Laura from The Unsung Mum posted: “It took us a year and a half to conceive. We now wish we had kids earlier (The Hub is 37, I’m 31) but I don’t think we were ready as a couple any earlier”.

Sharon at Rivers Writes says: “I was 16 when I got pregnant, 17 by the time I gave birth. pros – I had loads of energy and have grown up with my son and we are very close, cons- none of my friends had babies so it was lonely and it was a battle to get educated etc with a baby but wouldn’t change it. 10 years on I’ve been to uni and worked full time so haven’t missed out on anything and have gained a lot”.

Personally, when I used to say how positive I felt about being a young mum, people would say “see if you’re still saying that in a year/two years”. Well, I’m now 22, and I still have no regrets about going through with the pregnancy and having a baby at 19. It definitely wasn’t planned, and the timing was less than ideal, but there’s so many pros to being this age.

Yes, I was the first of my friends to have a baby, and it was a lonely experience for a while – but my friends know that when they have babies, I’ll be on hand to offer help and advice.

We may not be financially set for life, and I may have to work, but I’m raising SB with a good work ethic, and I could’ve waited until I was 30 and still not been in the perfect financial position.

I think one thing is for sure – whether you’re 15 or 50 when you become a parent for the first time, it’s daunting and exciting and a true learning curve. We can all learn from other parents, and we’ve all got wisdom and experience that we can share with others too.

Thank you to all the bloggers who contributed towards this post; I’m sorry I couldn’t use all of your contributions. Please check out the lovely bloggers linked to in the post!


10 thoughts on “Is Age Just A Number?

  1. RachelSwirl says:

    I think there are pros and cons each end of the spectrum for age. I myself was 25 when I had my first child and would have been 24 if things had worked out. Anyhow, my second child came when I was 30 and I am happy that it has worked out as such.


  2. emilykatex3 says:

    Love this. I am 16 and expecting my little man in 4 months time. My pregnancy was also unplanned but i wouldn’t changed it for the world. I know its going to be hard, there’s no denying that. But i can already tell its going to be totally worth it! Excellent post! xx


    • The Speed Bump says:

      Congratulations on your pregnancy – it is the most difficult thing, but also the most rewarding, and the benefits outweigh the negatives by far! Best of luck for the rest of your pregnancy and enjoy meeting your little man! Thanks for commenting x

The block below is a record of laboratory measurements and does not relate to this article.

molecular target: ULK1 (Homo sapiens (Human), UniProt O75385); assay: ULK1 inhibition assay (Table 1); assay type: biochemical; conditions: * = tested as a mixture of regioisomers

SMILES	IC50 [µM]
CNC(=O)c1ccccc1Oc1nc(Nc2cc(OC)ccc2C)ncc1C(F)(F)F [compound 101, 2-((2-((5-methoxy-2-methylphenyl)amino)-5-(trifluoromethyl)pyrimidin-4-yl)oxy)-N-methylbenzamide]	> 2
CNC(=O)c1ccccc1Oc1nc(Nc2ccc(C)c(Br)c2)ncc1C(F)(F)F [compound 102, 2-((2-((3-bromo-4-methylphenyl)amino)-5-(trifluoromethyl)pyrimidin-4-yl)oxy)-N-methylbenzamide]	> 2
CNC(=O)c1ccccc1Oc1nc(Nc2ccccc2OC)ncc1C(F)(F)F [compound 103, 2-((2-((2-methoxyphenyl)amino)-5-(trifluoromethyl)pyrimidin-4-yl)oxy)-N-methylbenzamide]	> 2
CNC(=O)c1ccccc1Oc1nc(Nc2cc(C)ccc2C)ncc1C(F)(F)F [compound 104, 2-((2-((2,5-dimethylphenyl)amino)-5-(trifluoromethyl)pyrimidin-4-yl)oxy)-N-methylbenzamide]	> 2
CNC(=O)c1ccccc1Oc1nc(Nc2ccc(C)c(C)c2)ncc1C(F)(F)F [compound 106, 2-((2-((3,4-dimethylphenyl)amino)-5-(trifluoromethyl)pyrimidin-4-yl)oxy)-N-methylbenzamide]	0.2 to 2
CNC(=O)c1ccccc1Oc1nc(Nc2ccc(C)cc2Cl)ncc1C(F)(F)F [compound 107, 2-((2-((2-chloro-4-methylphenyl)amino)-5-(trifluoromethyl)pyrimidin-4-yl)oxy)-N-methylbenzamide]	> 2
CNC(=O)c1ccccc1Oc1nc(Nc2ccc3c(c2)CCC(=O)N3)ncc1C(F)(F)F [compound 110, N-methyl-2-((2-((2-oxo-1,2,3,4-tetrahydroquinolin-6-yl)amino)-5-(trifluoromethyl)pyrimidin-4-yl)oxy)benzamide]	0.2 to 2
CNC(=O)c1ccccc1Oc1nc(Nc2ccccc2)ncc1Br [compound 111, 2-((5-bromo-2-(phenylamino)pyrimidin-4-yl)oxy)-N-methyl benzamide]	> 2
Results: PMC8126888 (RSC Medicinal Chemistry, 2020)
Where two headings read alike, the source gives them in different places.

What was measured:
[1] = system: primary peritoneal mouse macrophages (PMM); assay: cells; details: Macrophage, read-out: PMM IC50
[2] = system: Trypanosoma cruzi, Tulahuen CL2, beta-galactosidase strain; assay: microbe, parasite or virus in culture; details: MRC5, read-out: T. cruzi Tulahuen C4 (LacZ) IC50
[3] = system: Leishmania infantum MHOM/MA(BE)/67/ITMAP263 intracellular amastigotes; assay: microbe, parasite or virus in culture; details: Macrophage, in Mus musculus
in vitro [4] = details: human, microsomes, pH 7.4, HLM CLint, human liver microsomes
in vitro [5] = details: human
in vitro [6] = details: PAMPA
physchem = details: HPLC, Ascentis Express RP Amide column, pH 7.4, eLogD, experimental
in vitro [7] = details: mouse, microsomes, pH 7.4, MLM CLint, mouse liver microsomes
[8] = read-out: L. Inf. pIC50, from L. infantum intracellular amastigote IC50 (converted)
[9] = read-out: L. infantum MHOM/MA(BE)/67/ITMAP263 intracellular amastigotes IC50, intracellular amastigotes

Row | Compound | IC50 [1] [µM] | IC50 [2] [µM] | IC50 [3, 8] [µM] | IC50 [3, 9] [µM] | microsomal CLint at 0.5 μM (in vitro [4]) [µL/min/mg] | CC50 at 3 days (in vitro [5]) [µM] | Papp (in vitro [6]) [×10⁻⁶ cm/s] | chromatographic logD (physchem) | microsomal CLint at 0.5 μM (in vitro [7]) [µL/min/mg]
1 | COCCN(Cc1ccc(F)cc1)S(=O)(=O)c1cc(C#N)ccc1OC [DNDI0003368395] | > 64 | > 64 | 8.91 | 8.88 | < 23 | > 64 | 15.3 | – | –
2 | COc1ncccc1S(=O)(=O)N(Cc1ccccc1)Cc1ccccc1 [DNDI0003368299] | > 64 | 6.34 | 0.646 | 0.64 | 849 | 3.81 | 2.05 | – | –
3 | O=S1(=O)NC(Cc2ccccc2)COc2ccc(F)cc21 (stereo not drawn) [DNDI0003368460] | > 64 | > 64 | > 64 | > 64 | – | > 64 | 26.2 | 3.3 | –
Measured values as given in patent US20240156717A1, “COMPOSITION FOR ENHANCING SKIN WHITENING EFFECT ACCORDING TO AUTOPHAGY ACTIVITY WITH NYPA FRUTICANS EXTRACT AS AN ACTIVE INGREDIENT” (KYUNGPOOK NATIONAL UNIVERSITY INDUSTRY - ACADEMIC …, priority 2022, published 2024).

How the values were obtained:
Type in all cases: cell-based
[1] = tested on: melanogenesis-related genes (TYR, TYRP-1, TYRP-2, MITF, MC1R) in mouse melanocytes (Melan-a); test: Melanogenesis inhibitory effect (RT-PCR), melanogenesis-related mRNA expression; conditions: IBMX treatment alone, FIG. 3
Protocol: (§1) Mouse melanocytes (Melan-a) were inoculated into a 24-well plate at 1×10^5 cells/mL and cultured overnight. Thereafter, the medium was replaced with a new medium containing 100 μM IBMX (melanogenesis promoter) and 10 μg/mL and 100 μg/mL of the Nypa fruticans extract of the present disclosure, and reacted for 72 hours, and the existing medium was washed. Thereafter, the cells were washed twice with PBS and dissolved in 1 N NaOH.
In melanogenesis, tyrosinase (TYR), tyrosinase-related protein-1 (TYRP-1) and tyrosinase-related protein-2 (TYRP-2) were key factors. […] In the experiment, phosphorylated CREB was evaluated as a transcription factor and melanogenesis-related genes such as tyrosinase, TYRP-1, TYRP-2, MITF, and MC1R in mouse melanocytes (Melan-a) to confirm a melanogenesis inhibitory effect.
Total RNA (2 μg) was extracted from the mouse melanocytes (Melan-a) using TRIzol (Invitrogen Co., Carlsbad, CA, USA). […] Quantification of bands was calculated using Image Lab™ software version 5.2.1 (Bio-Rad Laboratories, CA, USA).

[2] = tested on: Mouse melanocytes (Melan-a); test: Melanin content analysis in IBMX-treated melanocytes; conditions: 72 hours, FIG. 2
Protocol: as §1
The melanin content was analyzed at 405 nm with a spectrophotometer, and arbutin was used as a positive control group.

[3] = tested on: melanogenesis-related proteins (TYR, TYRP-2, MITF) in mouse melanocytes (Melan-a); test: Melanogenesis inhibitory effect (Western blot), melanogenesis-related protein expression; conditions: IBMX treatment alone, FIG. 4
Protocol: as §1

Liked by 1 person

  3. Ordinary Hopes says:

    Motherhood is different according to your age. Things change as you grow but a baby is always a blessing. I was 24 with my first and 31 with my second. I definitely had more energy with the first but the second has a calmer, more relaxed mother. #MarvMondays


  4. Emily Nellist says:

    I had my first Noah at 22 and Patrick at 24. I think age is just a number and it’s more about circumstances, Noah wasn’t planned but me and John have been together 6 years and live together with stable jobs so it wasn’t the worst scenario. Now I couldn’t imagine doing anything differently, and it stil leaves us open to a third in our thirties.


  5. Not Just Phoebe says:

    What a well written post, its got something everyone can relate to. I unfortunately suffered a miscarriage when i didn’t even know i was pregnant (roughly 7 week) and that completely change my option on having children. I couldn’t have gone through that ordeal without daddy pig, he humoured me whilst waiting in Spanish hospitals and it brought us so much closer as a couple. After a few months of recovery and lots of emotional rollercoasters we decided to try for real this time, and very quickly conceived. I was 27 when i had our little girl and couldn’t have been happier. Trying for #2 is a different story for another day. thanks for such a good post #MarvMondays x


  6. Kaye says:

    No matter whether the timing is wrong or not, there’s no need to pass judgement as we all love our babies regardless of the circumstances, it just turns out that in hindsight we would’ve done things a little differently. No harm in that! Thanks for linking up to #MarvMondays. Kaye xo


  7. 40isthenew30 says:

    I love reading your story and your journey 🙂
    I think you might be interested in 40 is the new 30, a campaign that is dedicated to advocating awareness and educating women that it is perfectly okay to be an older mum. There is currently a negative stigma surrounding this issue, even though there are a large proportion of women who are having kids later in life.
    It would be great if you could support our campaign by giving our Facebook page a like or posting your story or a picture on our page to show that we are a united front!
    We also have a blog that hopefully you will find interesting and learn a few tips about being a mum.
    Here is a link to one of our more humorous blogs about myths of being a more mature.

    If you have questions please don’t hesitate to reach out to myself or our page.

    Liked by 1 person

    • The Speed Bump says:

      Hi! Thanks for stopping by. I love the idea of the campaign – the stigma against women who become mums outside of the “normal” age range is huge and needs to be stopped, both for younger and older mums. I’ve liked the campaign on Facebook and shared it on my blog’s Facebook page. Wishing you the best of luck with the campaign!

      Liked by 1 person